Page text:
Residents spend approximately 36 of their 48 months of training rotating through the various clinical services (the remaining 12 months are spent on research/elective during PGY-4 year). Rotations change every 2 months. All rotations are completed at the main campus, including pediatrics. Generally, residents work one-on-one with an attending who specializes in a specific disease site unless there are 2 faculty members with <50% clinical time each (ie, physician-scientist or chair). Residents always maintain at least 1 academic day per week. Residents remain under the guidance of attendings for their entire four years of training, with gradually increasing expectations and responsibilities.
|Head & Neck||Lymphoma||Genitourinary (GU)||Sarcoma|
|Thoracic||Pediatric||Benign (Tremor, AVM, Keloid)||Palliative|
Residents cover home call for 1 week at a time. PGY-2 residents don't begin to take call until the Fall. During clinic days, the palliative inpatient service (with its own dedicated attending and NP +/- rotating resident) handles inpatient consults. The resident on call primarily helps to triage and answer questions during nights and weekends, which is uncommon. Attendings are also on call for one week at a time, so there is continuity and clear supervision.
Didactic coursework consists of classes in clinical radiation oncology, cancer and radiation biology, and medical physics. Residents are protected from pages or clinical duties during the below educational times.
|8-9 AM||Clinical Didactics||Physics||Clinical Didactics||Chart Rounds & Planning Review||Clinical Didactics|
|12-1 PM||Chart Rounds||Rad Bio|
- Residents attend didactics led by faculty, residents, and special guest speakers. Clinical didactics are organized by disease site. Residents are not expected to provide lectures until PGY-4 or PGY-5.
- We have structured weekly medical physics didactics with lectures, exercises, and exams. This course is repeated by all residents annually until passing the boards. The syllabus was recently revised for 2021-2022 by Dr. Kenneth Homann, who is VUMC Chief of Medical Physics, and our Chief Residents. Content is tailored to a level of understanding appropriate for physicians and for board certification. In the Spring, our faculty lead additional study sessions for the seniors to assist with board exam preparation, including reviewing practice questions and a concise boards review course.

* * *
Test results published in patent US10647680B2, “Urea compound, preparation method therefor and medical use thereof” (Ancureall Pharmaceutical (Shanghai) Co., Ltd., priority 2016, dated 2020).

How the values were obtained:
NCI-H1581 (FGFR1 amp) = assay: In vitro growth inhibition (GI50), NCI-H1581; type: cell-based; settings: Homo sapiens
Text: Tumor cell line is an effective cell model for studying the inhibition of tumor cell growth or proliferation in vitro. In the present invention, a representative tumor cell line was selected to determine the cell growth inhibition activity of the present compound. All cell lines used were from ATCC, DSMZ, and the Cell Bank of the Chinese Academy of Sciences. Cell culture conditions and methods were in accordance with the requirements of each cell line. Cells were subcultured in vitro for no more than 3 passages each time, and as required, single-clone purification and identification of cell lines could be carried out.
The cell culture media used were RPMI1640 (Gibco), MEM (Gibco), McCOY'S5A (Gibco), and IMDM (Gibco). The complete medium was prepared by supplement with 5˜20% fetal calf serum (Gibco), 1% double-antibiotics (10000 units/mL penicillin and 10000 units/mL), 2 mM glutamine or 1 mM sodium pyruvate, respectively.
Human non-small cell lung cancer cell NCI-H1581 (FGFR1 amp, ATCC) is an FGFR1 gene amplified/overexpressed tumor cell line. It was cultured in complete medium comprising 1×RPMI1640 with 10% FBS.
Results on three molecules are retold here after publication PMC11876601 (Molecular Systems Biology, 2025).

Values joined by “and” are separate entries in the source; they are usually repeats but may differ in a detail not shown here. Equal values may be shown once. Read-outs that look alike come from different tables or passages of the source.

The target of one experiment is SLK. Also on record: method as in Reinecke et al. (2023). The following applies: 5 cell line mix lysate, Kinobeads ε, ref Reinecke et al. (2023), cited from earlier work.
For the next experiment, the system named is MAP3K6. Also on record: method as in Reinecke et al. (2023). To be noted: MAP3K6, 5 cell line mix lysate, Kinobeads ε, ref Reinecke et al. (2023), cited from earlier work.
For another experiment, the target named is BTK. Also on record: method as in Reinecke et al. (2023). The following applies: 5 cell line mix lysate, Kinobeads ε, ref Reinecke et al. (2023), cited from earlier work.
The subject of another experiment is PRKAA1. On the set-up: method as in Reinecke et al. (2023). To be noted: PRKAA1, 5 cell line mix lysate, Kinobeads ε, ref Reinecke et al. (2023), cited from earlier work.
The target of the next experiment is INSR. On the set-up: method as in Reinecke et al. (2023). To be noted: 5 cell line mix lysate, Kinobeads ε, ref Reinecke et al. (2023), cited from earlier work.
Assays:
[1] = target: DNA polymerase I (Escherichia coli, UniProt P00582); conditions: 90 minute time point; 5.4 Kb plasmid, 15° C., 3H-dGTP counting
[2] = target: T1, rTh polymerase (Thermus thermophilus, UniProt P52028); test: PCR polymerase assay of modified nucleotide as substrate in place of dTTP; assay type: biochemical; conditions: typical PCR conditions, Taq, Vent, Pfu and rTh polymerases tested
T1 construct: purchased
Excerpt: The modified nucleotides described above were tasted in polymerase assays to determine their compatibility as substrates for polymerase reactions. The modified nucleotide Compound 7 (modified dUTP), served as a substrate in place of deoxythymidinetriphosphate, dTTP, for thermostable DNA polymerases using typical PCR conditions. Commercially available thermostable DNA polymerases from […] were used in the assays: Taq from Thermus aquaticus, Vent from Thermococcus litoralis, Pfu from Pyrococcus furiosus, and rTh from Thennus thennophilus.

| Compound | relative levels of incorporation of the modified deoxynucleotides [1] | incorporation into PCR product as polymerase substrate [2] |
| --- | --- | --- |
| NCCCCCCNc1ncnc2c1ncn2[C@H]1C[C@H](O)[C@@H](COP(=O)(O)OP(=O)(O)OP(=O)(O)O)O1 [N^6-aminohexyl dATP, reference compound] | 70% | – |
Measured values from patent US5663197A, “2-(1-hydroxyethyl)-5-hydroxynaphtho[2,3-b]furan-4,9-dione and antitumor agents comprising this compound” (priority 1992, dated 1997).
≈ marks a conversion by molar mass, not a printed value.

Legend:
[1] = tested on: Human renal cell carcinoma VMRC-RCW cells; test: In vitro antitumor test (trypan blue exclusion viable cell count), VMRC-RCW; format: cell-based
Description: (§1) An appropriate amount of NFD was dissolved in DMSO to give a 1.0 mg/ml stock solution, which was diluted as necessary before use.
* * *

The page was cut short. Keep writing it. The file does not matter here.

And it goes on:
- We have structured weekly cancer and radiation biology didactics with interactive sessions led by our faculty who are also actively involved in research. This course is repeated annually by all residents until passing the boards. The course is primarily built around the standard radiobiology textbook and question sets. The format and content is fluid each year, so that residents of all learning styles can learn (e.g. powerpoint, chalk talks, question and answer). The course director is Dr. Michael Freeman.
- In addition, residents attend specialty-specific multidisciplinary tumor boards, quality assurance (chart rounds), and morbidity & mortality conferences. Special sessions include:
- Guest lectures from other specialties (e.g. radiology, neurosurgery, plastic surgery, medical oncology, etc)
- Resident wellness sessions
- Career planning and financial advising
- Research seminars (e.g. how to write NIH grants)
- Visiting professorship lectures with thought leaders in the field of radiation oncology (e.g. Silvia Formenti, MD, Drew Moghanaki, MD, David Raben, MD, Vanderbilt alumni, etc)
ORAL BOARDS PREPARATION
Every Spring, we invite new alumni to join our current residents in practicing oral boards style practice sessions ("mock orals") led by our current faculty and prominent alumni. This provides invaluable test preparation as well as networking opportunities. The event is co-sponsored by our department and the Vanderbilt Medical Alumni Association.
Residents receive $2,000 per year in funding from the department to support their educational enrichment. This can be used for attendance at national research meetings or educational conferences, purchase of textbooks or question banks for test preparation, etc.
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